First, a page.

The fans demanded that Lucke leave the train and sang “We don't want any Nazis here!” reports express.de.
Lucke told the fans that he was on the train in a private capacity, attempting to enjoy a meal with his wife.
“I'm here privately with my wife, leave me alone,” he said.
Although the waiter in the carriage asked the men to leave, the insults kept pouring in.
“Because of the politics of your party, you have to expect what your getting,” they shouted.
Lucke then called the police, who had a word with the fans at the next station, which appears to have been enough to pacify them.
Although police were waiting at every further station, prepared to arrest the men, they were not needed.
Lucke exited the train as planned in Wuppertal.
Speaking to The Local, AfD spokesman Christian Lüth conceded the incident showed that the party has an image problem.
“Among the public there is this false perception that we are a party that hates foreigners,” he said. “It is is created by a hostile media who attack us because we are new. But many people simply want to believe in this perception.”
The media have seized upon the “black sheep” in the party to create a negative image of them, even though “the CDU has more of these kinds of people in its ranks then we do. But the media choose to ignore that.”
“We don't do enough to counter this image. But this year we have published detailed policies on immigration and refugees so that everyone can see what our position is.”
Could Lucke do more to improve his own image in the public eye?
“He does everything that he could possibly do. He does everything in his power to show that, totally opposite to being a far right party, we are a party for the mainstream that has liberal values.”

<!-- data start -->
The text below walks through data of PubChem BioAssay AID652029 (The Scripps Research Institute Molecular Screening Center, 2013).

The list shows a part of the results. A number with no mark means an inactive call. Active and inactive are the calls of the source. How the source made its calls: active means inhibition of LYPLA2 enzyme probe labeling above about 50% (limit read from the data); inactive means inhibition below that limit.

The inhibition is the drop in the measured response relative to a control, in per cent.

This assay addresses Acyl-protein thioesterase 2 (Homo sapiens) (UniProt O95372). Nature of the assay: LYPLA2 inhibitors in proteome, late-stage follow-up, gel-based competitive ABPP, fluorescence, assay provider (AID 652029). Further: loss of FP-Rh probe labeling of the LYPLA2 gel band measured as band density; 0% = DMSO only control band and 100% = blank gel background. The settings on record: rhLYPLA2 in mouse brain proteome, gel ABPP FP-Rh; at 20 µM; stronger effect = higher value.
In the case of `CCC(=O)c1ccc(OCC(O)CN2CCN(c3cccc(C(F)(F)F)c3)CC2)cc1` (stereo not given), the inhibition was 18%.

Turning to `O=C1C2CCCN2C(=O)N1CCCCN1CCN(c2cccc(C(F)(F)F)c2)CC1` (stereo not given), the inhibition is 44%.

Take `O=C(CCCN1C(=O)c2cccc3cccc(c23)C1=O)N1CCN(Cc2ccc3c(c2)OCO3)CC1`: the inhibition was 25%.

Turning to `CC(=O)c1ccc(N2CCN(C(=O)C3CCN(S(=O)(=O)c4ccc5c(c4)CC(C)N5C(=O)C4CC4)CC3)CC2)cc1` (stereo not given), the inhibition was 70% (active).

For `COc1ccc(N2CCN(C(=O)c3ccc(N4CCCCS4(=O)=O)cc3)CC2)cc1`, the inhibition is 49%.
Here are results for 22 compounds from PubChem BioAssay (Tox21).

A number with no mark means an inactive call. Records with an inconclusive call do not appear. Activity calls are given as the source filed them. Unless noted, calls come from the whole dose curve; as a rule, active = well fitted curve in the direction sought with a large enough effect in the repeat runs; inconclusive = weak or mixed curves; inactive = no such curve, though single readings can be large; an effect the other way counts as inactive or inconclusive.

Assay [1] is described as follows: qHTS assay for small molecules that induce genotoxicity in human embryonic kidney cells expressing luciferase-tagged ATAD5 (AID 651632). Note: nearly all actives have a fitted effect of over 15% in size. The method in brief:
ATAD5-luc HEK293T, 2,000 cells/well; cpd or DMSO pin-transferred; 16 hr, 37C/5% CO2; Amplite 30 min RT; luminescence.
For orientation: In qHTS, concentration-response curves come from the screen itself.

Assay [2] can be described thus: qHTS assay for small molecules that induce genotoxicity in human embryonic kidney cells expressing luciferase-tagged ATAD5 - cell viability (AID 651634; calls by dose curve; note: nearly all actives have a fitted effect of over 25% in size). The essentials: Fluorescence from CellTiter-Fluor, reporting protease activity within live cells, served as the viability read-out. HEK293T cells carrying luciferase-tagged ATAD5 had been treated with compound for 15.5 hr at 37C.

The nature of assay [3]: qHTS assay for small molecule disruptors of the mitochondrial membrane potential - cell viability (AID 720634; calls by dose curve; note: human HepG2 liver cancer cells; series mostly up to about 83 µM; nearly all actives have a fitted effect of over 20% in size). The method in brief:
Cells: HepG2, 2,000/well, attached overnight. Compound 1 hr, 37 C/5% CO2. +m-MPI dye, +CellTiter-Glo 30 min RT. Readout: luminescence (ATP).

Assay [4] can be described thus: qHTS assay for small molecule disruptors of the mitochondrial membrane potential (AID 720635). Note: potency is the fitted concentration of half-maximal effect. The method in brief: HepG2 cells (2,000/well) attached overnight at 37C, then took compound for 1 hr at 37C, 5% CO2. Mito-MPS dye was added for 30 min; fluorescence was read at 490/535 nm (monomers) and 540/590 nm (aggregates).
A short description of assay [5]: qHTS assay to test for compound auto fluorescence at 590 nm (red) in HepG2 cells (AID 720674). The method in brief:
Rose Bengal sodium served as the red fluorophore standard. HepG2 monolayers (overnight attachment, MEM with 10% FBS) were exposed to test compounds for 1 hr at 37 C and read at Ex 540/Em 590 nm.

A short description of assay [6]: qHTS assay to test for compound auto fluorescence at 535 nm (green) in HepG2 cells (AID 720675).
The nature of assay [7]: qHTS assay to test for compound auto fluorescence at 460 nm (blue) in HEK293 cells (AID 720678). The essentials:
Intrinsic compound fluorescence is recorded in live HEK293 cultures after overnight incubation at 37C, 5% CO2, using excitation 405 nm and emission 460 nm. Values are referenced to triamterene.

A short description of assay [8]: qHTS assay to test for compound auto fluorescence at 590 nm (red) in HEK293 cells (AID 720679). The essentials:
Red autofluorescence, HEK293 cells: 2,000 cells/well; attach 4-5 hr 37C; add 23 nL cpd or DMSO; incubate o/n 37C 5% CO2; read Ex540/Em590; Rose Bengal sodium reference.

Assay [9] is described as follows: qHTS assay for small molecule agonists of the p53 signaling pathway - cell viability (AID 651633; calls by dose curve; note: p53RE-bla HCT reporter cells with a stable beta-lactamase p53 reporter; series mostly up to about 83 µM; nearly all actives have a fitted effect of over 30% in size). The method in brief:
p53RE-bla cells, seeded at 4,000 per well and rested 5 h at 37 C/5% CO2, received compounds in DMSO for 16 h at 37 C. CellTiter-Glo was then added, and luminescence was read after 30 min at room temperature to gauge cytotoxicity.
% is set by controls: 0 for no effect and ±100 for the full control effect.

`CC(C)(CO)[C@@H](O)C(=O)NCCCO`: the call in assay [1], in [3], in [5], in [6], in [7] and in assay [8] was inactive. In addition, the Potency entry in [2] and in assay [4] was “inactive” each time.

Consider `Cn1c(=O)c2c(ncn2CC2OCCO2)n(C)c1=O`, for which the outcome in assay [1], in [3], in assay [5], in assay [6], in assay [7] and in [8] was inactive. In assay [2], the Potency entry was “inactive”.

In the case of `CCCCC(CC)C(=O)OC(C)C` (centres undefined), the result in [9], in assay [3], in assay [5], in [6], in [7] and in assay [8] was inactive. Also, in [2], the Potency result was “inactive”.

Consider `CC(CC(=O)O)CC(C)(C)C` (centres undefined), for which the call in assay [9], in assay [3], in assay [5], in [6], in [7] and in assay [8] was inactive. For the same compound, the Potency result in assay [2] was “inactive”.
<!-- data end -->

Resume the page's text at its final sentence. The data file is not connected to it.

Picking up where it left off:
The most recent polls have shown the AfD stuck on between 5 and 6 percent of the national vote, just above the threshold to enter parliament.
Internal conflict among the leadership of the party has been blamed for this downturn in the fortunes of a party that last year registered over 10 percent of the vote in three state elections.
Twice this year senior party figures from eastern Germany have sought to drag the party ideologically further to the right.
One of these, deputy leader Alexander Gauland announced in January that all immigration from Arab countries to Germany should be stopped because they are “totally foreign to our cultural tradition.”
Lucke, an economics professor who founded the party as a protest against the Euro, has struggled to assert his authority and keep the party ideologically moderate.
Nevertheless, this latest incident suggests that Lucke himself is being damaged by the more populist faction in his party.